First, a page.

Vladimir Putin likes to be publicly characterized by a certain macho demeanor. The behavior goes back to wrestling and Russian prison culture.
Moscow – Ever since the ongoing battle for the small Ukrainian town of Bakhmut, Yevgeny Prigozhin, head of the Wagner mercenary group, has attracted attention for his exalted macho posturing and vulgar language. His knowledge of the "Fenya," as the prison jargon is called, is not surprising: nine years since Prigozhin has been in Soviet prisons. A fact that should not only be useful to him in the recruitment of prisoners, but could also have brought him into the favor of Vladimir Putin.
After all, it was Putin who, at the beginning of his rule some 23 years ago, began to spice up his speeches with Fenja idioms and powerful expressions. His appearance was well received by the Russian people – in some cases to this day. "For men, he became a role model because someone like Putin is desired in the most openly sexual way," Nana Grinstein, a Russian author who now lives in exile, told Al Jazeera.
The image of the male doer, revered by women and envied by men, was only to be further built over the years through targeted actions. For example, photos of Putin went around the world, showing the head of state bare-chested hunting, fishing and horseback riding. But where does Putin's enthusiasm for the rough come from?
Vladimir Putin during a training session in Sochi in 2019. The Russian president is considered a big judo fan and was awarded the title of sixth dan of "Kodokan Judo" in Tokyo in 2000. © Mikhail Metzel/Imago
The fascination of prison: Putin likes to listen to Russian chansons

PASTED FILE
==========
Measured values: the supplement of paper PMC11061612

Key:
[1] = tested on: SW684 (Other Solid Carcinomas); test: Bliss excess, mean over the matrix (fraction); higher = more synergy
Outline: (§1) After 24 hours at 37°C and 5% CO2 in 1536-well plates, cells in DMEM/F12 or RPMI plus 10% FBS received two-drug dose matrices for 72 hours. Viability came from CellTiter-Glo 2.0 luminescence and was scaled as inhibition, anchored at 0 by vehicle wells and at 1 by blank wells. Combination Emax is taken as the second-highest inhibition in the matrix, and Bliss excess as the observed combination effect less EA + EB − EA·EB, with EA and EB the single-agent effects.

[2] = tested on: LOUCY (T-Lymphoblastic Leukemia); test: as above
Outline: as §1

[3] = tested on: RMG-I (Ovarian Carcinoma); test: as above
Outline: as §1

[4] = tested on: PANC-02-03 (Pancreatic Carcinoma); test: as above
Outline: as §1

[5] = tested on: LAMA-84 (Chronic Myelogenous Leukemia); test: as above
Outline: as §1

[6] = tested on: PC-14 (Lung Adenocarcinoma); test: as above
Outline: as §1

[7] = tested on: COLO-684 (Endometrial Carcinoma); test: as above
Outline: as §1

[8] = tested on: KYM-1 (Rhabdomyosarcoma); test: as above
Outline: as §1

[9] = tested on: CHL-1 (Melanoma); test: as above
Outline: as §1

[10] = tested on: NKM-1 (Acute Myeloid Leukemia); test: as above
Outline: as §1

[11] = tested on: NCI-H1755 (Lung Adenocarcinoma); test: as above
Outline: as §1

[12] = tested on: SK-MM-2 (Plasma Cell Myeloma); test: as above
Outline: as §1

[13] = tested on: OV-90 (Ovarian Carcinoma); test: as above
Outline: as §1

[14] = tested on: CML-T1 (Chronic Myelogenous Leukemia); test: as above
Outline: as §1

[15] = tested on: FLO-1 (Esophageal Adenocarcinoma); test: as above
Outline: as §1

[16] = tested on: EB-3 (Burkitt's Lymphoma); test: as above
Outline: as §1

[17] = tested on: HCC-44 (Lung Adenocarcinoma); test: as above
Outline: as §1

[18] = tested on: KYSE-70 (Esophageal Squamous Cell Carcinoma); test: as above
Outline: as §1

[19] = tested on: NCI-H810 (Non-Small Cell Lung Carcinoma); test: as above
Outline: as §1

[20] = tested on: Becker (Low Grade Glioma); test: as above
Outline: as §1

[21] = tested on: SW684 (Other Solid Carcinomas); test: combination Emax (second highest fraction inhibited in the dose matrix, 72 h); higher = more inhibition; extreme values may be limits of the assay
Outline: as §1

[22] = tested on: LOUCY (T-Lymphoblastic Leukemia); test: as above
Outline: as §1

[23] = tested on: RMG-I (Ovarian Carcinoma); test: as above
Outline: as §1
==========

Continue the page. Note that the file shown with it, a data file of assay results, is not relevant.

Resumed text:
Companions from Putin's hometown of Leningrad, now St. Petersburg, believe that at least the fascination with prison life can be traced back to sambo – a form of wrestling. The enthusiastic wrestler and judo fighter got to know several criminals through his coach at the time, Leonid Vvatsev, Putin's former ring partner Nikolai Vashchillin told the radio station Liberty/Svoboda.
In the 1980s, Putin became a fan of the typical Russian music genre "Russki Shanson", which glorifies prison and the criminal lifestyle. This also connected the president with the Russian cellist Sergei Roldugin, as he himself once explained. Today, Roldugin is considered not only a renowned musician, but also "Putin's wallet" – with his help, more than 50 million US dollars are said to have been forwarded to the inner circle of the Kremlin.
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A psychologist from Ukraine gave several reasons why Putin prefers fenya and the lifestyle associated with it. Russian prison directors are "above the law, beyond the law," says Svetlana Chunikhina, vice president of the Association of Political Psychologists, a group in Kiev. "For Putin, this is an ideal status. He has created a state that does not abide by international law, and he himself is not controlled by national laws," she told Al Jazeera.
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At the political level, at least the way politicians speak has changed. One Kremlin critic said that Putin and his henchmen embraced "down-to-earth populism" because they wanted to sound like average Russians. "These people simply speak the language that the public speaks," Sergei Bishopikin, who fled to Israel from the western city of Ryazan, told Al Jazeera.
According to Chunikhina, Putin "despises weakness" and likes the prison cult of power. Furthermore, Putin hates the modern, Western understanding of personal freedom. "The prison discourse, which Putin has made the everyday political language of modern Russia, is an ideal way to turn a nation into a prison." (nak)